The S.C. Department of Health and Environmental Control has identified more than 1,800 contact tracers to support the state’s efforts to respond to COVID-19.
Dr. Linda Bell, state epidemiologist, said DHEC set a goal with partners at accelerateSC, a task force made up of health care, education, business, and government officials created to develop a coordinated economic revitalization plan for the state, to identify 1,000 contact tracers by May 31.
As of Monday, DHEC said it had increased its contact tracer staff members from 20 to 400 and retained another 1,400 through contracts with private staffing companies Apple One and C-Trace. The agency said 667 members of the public have also expressed interest in becoming a contact tracer through DHEC’s contact tracing webpage.
Contact tracers identify individuals who have tested positive for the coronavirus based on test results obtained by health agencies, then contact those individuals to obtain information about people with whom they’ve recently had contact and provide them with access to resources to follow health protocols.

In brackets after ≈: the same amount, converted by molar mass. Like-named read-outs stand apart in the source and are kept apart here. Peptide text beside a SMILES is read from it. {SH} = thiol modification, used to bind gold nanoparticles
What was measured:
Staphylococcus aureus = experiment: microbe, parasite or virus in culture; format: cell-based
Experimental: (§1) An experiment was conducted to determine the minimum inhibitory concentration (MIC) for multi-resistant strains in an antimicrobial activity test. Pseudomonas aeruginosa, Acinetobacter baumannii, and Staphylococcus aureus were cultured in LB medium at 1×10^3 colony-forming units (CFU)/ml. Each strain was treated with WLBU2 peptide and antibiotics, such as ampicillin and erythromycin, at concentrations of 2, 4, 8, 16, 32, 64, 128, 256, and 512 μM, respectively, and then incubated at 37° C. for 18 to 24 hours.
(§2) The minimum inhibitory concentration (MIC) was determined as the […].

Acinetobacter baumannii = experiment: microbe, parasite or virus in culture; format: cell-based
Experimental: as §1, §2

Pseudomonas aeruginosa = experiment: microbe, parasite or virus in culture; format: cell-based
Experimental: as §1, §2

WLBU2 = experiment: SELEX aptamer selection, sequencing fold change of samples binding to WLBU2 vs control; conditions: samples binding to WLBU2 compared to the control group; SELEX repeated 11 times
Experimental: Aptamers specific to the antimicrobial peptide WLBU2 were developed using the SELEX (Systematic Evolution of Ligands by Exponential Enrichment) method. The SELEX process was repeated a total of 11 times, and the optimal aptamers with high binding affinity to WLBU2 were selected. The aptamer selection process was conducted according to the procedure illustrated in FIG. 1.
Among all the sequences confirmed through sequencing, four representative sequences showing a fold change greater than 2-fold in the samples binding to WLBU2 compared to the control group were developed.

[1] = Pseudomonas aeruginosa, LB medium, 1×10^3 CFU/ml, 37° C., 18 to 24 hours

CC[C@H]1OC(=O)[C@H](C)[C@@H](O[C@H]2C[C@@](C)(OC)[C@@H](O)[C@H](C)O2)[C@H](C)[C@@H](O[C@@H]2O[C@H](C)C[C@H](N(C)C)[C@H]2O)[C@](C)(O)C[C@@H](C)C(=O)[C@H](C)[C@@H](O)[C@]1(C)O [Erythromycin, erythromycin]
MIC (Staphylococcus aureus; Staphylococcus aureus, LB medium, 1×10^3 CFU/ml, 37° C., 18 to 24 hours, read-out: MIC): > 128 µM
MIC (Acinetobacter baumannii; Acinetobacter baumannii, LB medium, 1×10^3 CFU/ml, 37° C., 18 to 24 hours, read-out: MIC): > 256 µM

DHEC commonly uses contact tracers to track and help limit the spread of diseases such as tuberculosis and hepatitis.
“With increased testing there will be an increase in the number of positive cases reported,” Bell said in a news release. “This means we will need to increase the extent of its contact tracing, and we are prepared to do so.”
On Monday, DHEC announced additional COVID-19 mobile testing clinics in several S.C. counties, including Richland, as well as the launch of a webpage to share information about those clinics and others to be scheduled.
DHEC announced 140 new cases of COVID-19 in South Carolina and 15 deaths on Monday, bringing the state’s totals to 7,792 cases and 346 deaths. Also on Monday, the agency began the first of three announced phases of COVID-19 testing in all S.C. nursing homes.
Updated DHEC projections estimate 10,493 cases in the state by the end of May, or 900 new cases per week.